Hurdles cleared for 480-MW Saint-Nazaire offshore wind project
Saint-Nazaire park photomontage.
The Conseil d’Etat, France’s supreme administrative court, has turned down an appeal against EDF Renewables’ and Enbridge’s 480-MW Saint-Nazaire wind farm in French waters, moving the long-delayed project closer to construction.
The renewable energy arm of French power utility EDF (EPA:EDF) and Canadian energy company Enbridge Inc (TSE:ENB), through their joint venture Eolien Maritime France (EMF), obtained an operating permit for the project in August 2016. The permit was challenged by environmental associations, which claimed the environmental impact of the project had not been properly assessed and the park should be much further into the sea.
EDF Renewables said in a press release on Friday that it now has in place all administrative permits for the construction and operational phases of the scheme. The next step in its implementation will be to secure financing ahead of reaching a final investment decision.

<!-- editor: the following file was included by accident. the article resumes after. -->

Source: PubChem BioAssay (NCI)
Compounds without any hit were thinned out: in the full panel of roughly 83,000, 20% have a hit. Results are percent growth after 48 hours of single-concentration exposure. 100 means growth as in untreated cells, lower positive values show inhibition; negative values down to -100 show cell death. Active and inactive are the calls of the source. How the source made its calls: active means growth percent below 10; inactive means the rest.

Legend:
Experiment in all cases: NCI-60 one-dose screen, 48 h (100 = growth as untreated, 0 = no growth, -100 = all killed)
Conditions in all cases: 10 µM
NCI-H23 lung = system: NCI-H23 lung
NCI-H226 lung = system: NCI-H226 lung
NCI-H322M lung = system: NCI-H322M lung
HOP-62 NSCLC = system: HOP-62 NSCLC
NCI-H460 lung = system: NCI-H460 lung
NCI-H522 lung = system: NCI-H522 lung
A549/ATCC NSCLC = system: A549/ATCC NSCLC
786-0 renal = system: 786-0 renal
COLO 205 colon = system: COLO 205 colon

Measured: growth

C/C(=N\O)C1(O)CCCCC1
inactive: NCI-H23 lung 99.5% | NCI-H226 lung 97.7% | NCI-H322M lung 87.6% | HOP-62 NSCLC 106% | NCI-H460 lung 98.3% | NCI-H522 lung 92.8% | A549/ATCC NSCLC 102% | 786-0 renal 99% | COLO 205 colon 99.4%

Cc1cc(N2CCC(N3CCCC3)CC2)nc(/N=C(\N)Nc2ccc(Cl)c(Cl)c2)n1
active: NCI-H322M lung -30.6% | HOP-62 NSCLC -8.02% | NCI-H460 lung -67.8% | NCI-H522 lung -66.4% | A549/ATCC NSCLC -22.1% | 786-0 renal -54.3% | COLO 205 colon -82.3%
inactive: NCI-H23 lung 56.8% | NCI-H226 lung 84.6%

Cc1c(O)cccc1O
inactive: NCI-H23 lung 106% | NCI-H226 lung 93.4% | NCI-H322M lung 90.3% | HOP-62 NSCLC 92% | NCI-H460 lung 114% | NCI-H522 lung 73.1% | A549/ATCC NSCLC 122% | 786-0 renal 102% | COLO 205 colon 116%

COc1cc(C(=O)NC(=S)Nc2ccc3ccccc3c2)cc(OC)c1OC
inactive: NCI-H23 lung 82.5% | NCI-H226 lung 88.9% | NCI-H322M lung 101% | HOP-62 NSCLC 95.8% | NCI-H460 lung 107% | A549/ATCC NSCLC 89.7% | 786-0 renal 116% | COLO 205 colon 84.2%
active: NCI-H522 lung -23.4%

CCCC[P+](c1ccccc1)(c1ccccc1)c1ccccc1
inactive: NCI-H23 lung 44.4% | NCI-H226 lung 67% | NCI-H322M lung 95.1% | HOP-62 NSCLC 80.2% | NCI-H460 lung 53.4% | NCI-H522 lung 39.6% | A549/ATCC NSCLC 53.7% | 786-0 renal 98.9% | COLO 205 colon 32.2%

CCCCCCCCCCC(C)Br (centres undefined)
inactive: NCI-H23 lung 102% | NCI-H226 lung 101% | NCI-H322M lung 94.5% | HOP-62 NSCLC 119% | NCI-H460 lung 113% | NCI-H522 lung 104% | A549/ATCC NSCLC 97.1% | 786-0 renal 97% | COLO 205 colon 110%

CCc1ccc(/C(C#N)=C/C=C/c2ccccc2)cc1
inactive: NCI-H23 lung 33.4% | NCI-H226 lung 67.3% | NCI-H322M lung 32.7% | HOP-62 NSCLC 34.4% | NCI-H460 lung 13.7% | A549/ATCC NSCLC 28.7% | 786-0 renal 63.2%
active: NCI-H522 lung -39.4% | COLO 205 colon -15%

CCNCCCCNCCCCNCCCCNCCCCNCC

The Saint-Nazaire offshore park will be installed between 12 km and 20 km off the coast of the Guerande peninsula in western France. It is slated to be commissioned in 2022 and is expected to generate enough electricity to supply 20% of the Loire-Atlantique department‘s power.
EMF won the Saint-Nazaire project together with the 498-MW Fecamp and the 450-MW Courseulles-sur-Mer schemes, both in the English Channel back, in 2012 when the French government launched its first call for tenders in the offshore wind sector. In April, GE Renewable Energy, the company chosen as the exclusive turbine supplier for the schemes, said it was giving up this right. It would equip just the first of the three that is "cleared of any legal recourse."
According to the original plan, the Sainte-Nazaire wind farm would consist of 80 of GE's Haliade turbines, manufactured in Sainte-Nazaire.
Veselina Petrova is one of Renewables Now's most experienced green energy writers. For several years she has been keeping track of game-changing events both large and small projects and across the globe.